Nord-Ouest (department)

From Wikipedia, the free encyclopedia
Nord-Ouest in Haiti
Nord-Ouest in Haiti
CountryFlag of Haiti.svg Haiti
RégionLe Grand-Nord
Symbole3 boats & 3 towers
 • TypeDepartmental Council
 • Department2,102.88 km2 (811.93 sq mi)
 • Department728,807
 • Density350/km2 (900/sq mi)
 • Urban
 • Rural
Time zoneUTC-5 (Eastern)
ISO 3166 codeHT-NO
HDI (2017)0.495[2]
low · 3rd

Nord-Ouest (French) or Nòdwès (Haitian Creole; both meaning "North West") is one of the ten departments of Haiti as well as the northernmost one. It has an area of 2,102.88 km2 (811.93 sq mi) and a population of 728,807 (2015 Census). Its capital is Port-de-Paix.


There is a proposal for the department to become 2 departments, Nord-Ouest and Bas-Nordouest (Mole-St-Nicolas) with the Horn-of-Artibonite.


Taino Period[edit]

The region of the Great North of Haiti was under the administration of the Marien casicazgo, the Taino-chief Guacanaric was the one to have received Christopher Columbus on his first voyage to Ayiti. Columbus explained how the Taino chief offers him safe harbor after one of his boats sunk. Columbus described the place has Paradise Valley or Valparaiso and named the island La Isla Espanola. This department specifically the town of Mole-Saint-Nicolas is believed to be the first place on the island to have received a Christian cross.

The Island of Tortuga was part of the Taino dominion under the name of Cahini.

French Period[edit]

The Spaniards lost interest in the western part of the island leaving it vacant for French, Dutch and British pirates, and buccaneers, making Tortuga one of the biggest pirates hubs in the Caribbean. Under the French administration, the Nort-Ouest was part of the Ouest department and many French Governors governed the island from Le Môle.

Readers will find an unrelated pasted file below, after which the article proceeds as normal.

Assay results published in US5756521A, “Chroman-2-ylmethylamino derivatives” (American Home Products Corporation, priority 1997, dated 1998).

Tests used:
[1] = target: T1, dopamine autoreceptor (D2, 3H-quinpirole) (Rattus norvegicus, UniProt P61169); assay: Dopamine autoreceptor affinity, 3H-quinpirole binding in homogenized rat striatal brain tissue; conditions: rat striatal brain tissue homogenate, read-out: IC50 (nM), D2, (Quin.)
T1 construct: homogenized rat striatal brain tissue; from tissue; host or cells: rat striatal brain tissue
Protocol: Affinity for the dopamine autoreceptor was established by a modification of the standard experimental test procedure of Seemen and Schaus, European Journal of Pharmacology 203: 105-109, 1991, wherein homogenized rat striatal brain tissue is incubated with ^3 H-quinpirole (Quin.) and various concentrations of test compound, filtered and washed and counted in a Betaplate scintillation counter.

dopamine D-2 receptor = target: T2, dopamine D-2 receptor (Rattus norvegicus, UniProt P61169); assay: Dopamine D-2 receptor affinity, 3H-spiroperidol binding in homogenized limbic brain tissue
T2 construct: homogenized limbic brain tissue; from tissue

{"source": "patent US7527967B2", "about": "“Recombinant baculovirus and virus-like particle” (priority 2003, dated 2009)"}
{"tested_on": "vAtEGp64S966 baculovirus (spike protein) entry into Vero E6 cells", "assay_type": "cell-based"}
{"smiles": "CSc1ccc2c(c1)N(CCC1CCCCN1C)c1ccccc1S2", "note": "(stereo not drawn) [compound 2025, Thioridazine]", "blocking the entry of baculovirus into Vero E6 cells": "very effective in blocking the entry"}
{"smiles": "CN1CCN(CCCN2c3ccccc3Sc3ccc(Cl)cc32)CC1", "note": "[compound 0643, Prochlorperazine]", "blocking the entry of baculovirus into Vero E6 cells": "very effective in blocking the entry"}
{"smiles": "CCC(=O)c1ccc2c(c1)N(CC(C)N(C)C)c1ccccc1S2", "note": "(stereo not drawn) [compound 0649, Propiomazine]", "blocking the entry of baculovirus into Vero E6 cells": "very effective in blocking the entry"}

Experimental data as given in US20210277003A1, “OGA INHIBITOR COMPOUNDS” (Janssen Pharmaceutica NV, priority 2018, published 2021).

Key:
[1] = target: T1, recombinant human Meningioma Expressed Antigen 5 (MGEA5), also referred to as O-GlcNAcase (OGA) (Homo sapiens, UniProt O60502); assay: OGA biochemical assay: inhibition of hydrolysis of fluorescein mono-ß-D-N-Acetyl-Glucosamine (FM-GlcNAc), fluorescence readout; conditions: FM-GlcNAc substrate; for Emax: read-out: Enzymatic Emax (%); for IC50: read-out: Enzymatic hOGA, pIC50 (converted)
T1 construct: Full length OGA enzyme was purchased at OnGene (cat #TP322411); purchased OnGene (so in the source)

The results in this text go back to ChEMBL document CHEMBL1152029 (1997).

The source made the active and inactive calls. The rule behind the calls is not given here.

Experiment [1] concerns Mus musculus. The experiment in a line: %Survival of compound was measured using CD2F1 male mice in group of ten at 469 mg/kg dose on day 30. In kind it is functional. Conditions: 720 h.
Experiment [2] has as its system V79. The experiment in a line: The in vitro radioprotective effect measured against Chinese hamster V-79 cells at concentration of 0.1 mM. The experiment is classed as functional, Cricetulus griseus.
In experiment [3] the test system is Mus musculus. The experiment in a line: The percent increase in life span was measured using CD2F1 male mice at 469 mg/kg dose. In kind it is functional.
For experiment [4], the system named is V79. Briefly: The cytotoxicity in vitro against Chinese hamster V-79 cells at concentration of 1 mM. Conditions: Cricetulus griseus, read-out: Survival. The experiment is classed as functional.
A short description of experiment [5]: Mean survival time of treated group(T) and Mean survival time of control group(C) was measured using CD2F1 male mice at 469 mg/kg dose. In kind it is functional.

Haitian Revolution[edit]

Early on the N-O departement was a strategic point for Toussaint Louverture, one of the first diplomatic and pre-independence treaty signed between the Indigènes and the British was signed by Toussaint and British Officer Maitland and thus the Indigènes took controlled of the part of Saint-Domingue that was under British rules. After Napoléon sent his troop to capture the Toussaint and put them under French slavery, the Haitian Officer Maurepas under the order of Toussaint burned down the city of Port-de-Paix and went uphill to Les Trois Pavillons fort. Maurepas was later on captured by the French and they drowned him in the Bay of Cap-Haitian.

Francois Lamort Cappois and the 9th demi-brigade freed the city of Port-de-Paix and later on the island of Tortuga on April 12th, 1803. Le Mole officially became under Haitian control 10 days after the Battle of Vertières with the help of Vincent Pourcely colonel in the 9th demi-brigade.

Haitian Period[edit]

Cappoix-Lamort commander of Port-de-Paix is a signatory of the Haitian Declaration of Independance. Francois Cappoix the brilliant and vaillaint Haitian officers was trapped by Henry 1st men and assassinated in Limonade. The department was in open rebellion with the Crown. Pétion in the West who needed ally after the rebellion of Rigaud in the South and Goman in the Grand'Anse, sent troops to support the N-O. Henry 1st crushed the rebellion and granted amnitice to the rebelled troops.

The town of Môle Saint-Nicolas is located in the Nord-Ouest. Ever since Columbus landed here in 1492 and named the island Hispaniola, Môle St-Nicolas has been of interest to the colonials, including the British, Spanish, French, and the Americans due to its strategic location on the Windward Passage, just miles from Cuba.